Heather Mooney


Don't forget to check out where it all started over at
Wandering Through the Shelves

Tuesday, 14 November 2017

POOOOORGS: A Thoughts on Star Wars Post


Everyone has gone crazy for these cute little creatures that look like a penguin, puffin, seal and owl all mushed into one. The Funko Pops are out, the toys are out and pop culture pins are out! There is no stopping them. I'm just hoping that just because they are adorable doesn't meant they get their own animated spin off series or holiday special. Otherwise BB8 would have its own Netflix show by now. Porg distraction over for the moment and lets get down to Star Wars talk.


So I know I said in another post sometimes the best films are the ones you don't expect to like, well in this case I love Star Wars so I think I'm going to love in some way no matter what. But I think it works that the films you love or expect to love are really hard to dislike if you've hyped it up so much in your mind. And the internet has done the same. Does that make sense?

This post was supposed to go out when the new trailer for The Last Jedi was released upon us all but, time makes fools of us all. Like everywhere else, I wanted to break down the trailer piece by piece but when that's done, you loose the excitement. The same way a novel looses its meaning when you analyse it too much. The clues I think we were all looking for were about Luke, the resistance and what the deal with Reylo is. We got a bit of everything but in some ways, I get the feeling the only clue we all really got was Luke saying 'this isn't going to go the way you think'. In fact, cast members were also saying this too. Opening up to theories galore, I read a few and most seem tame enough for me to handle but I'm still disturbed and really angry at something I read months ago about the plot. Don't worry I'll keep my mouth shut. All I'll say is it better not go that way as it was a terrible idea. THE END.


Moving on to happier thoughts, as a keen Reylo shipper, yes its out there, I think its safe to say now especially as Dame Judy Dench herself asked about it, I'd also like to know what the deal is. I thought it was just an internet thing BUT no, it goes way beyond fan art and tumblr accounts of specualtion. They are afterall the balance, light and the dark, at least, that's my theory anyway. But that massive teaser at the end of the trailer, Reylo with the light from the fire on one side and the next shot of Kylo Ren holding out his hand, they are obviously two different scenes. Lighting does not match. This may just be a tease though, to shut down the shippers.

My other concern is sadly not for the original rebel herself, Leia, as we can all guess how this goes, but it is for our buddy 'big deal' Finn. He's in First Order uniform, undercover presumably then he's scene fighting Phasma, but I feel a disturbance in the force. My thinking is betrayal is on the cards, maybe not Finn, maybe another key player.

There is also lack of reveal of new characters entering the fold. No sign of Rose, resistance member or Laura Dern and Benicio del Toro's characters either. More familiar to bring people back and then hit them with the fantastic!


Gad dammit! Why is everyone wearing red cloaks? Is anyone thinking back to The Village where the cloaks worn by the people are yellow, the good colour and the cloaks worn by the 'beasts' are red, aka the BAD colour? Might just be me. The red is not a good sign in my eyes, its some kind of oman. The new postsers seem odd to me, as if there are all conforming, dressed in same colour. It also reminds me of the Mockingjay outfit from Part 2, Katniss Everdeen is wearing red and we all know how that turned out (if you haven't seen all the Hunger Games films or read the books, just ignore this last thought).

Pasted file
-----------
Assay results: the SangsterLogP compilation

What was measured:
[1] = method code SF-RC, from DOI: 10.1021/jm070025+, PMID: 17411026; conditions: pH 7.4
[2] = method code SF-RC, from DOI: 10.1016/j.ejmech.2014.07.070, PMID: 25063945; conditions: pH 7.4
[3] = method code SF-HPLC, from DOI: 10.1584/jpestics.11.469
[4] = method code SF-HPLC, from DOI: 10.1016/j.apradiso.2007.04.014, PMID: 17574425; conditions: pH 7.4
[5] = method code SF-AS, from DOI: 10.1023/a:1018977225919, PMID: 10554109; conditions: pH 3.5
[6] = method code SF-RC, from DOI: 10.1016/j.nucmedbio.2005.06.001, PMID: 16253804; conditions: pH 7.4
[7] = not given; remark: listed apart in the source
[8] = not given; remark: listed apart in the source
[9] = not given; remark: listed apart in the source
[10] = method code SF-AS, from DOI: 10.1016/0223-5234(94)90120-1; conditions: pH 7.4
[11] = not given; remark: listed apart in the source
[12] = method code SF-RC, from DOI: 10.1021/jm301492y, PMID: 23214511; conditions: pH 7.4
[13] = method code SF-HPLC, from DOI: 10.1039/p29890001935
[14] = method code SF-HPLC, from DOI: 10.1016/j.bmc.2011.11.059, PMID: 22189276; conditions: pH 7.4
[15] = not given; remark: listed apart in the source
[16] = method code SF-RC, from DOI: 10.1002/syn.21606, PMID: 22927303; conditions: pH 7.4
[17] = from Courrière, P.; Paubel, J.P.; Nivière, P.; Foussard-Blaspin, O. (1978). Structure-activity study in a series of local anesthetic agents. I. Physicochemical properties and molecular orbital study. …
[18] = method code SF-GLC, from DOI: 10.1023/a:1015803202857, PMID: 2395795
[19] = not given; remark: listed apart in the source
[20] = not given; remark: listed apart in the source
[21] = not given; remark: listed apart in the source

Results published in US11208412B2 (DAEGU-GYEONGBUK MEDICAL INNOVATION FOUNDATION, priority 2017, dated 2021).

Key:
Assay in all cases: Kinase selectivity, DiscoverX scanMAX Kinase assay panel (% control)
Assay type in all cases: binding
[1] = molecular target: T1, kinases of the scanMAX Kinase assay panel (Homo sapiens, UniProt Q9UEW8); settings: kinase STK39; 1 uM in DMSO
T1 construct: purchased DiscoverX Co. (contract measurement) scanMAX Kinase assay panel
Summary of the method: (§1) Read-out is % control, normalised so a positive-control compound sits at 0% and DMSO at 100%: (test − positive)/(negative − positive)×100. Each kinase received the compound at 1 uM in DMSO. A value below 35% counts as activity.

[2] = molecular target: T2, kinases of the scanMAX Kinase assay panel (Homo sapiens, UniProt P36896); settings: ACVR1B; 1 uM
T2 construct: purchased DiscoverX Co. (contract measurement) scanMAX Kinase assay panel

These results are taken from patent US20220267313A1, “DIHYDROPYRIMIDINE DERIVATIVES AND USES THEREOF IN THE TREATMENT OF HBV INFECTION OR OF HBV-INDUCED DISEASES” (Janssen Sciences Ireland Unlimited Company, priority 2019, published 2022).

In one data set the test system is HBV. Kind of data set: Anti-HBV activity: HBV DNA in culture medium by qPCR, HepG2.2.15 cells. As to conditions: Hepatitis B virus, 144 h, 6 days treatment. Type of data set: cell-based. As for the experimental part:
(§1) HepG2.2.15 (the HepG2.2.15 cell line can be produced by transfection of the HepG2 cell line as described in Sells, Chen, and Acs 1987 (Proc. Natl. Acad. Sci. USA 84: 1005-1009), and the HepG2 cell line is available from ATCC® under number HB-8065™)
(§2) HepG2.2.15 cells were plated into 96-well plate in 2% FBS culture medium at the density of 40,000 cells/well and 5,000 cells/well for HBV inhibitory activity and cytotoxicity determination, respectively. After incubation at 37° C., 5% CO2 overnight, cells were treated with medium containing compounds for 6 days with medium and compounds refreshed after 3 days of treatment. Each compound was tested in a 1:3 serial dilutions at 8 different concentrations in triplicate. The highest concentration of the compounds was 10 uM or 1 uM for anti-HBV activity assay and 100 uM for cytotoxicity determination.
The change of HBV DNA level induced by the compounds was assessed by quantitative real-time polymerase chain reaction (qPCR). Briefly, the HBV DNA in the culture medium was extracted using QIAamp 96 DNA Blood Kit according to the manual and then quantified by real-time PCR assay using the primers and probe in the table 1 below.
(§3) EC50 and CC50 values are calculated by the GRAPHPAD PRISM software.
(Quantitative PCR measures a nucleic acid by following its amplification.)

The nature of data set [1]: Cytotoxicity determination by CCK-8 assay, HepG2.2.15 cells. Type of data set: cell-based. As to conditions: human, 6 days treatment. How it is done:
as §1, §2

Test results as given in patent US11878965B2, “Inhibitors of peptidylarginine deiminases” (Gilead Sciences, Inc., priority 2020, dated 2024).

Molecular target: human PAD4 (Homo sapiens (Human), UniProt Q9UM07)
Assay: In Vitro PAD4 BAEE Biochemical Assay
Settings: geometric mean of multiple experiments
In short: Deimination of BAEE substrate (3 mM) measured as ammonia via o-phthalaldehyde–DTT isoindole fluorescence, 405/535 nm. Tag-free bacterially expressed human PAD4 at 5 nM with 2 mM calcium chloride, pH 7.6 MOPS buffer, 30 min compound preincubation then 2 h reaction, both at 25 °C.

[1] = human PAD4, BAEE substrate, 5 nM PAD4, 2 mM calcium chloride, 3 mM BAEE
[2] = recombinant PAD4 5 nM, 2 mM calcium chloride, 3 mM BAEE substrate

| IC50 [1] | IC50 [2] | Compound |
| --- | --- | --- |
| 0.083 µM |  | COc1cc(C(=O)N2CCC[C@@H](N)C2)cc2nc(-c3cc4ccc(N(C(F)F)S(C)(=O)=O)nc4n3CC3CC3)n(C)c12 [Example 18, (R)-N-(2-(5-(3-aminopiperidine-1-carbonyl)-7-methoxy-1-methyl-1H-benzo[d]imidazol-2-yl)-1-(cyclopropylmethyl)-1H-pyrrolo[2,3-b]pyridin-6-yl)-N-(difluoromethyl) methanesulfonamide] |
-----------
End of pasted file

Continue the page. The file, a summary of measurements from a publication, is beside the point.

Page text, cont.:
With a little over a month to go before its release, I have been squealing with excitement everytime the trailer plays before a film at the cinema. My excitement cannot be contained. As I did with The Force Awakens, I will hold off my reviews until after a suitable time and so that I can see it again.

I'll leave you with this thought but the resident grump of Skellig Michael.


 

Wednesday, 8 November 2017

Around the World: Norway


It's been a bit quiet on the 'Around the World' challenge, but slowly slowly I'm picking up again.

This was a festival pick I just didn't have time to see when booking tickets and wasn't at a great time during press screenings, so I was lucky enough to cover it for its cinema release. My full review of this supernatural awakening story is on VultureHound HERE.

Next up... check out all the films HERE
#AroundtheWorldin80Films

Tuesday, 7 November 2017

Child's Eye View


Since September I have been taking part in a course, Screen/Play, for film programmers. So far we've had the opportunity to meet film programmers, festival creators, innovators across the board of film just to name a few, freelancers working on the commercial side, Curzon Cinemas, London Film Festival, Bechdel Test Fest, Flat Pack Festival with presentations about how to programme, what to programme, who the audience is and how to apply for funding. We've also been looking at the theory as well as practical side of programming as well taking on two major tasks. One is a personl project (more on that another day) the other is a group project.

As a group, working with Deptford Cinema, we have created a season based around films from a child's perspective but aren't children's films. Our season is 'Child's Eye View' and we will be screening 4 films over 4 nights at Deptford Cinema 16th-19th November.


My team is screening the almost 10 years old movie modern classic 'Son of Rambow'. What's not to love about two kids, outcasts for different reasons who decide to make a movie together? Set in 80s, Will, part of a religious family, who's Dad has recently died, isn't allowed to watch TV of any sort, due to religious reasons, meets literally misunderstood troublemaker Lee. Making friends and bonding over the only film Will has seen, First Blood. They decide to make a film together inspired by what they see, but when then new 'cool' French exchange student hears of the film, friendships are challenged and their film they bonded over is in danger of never being completed.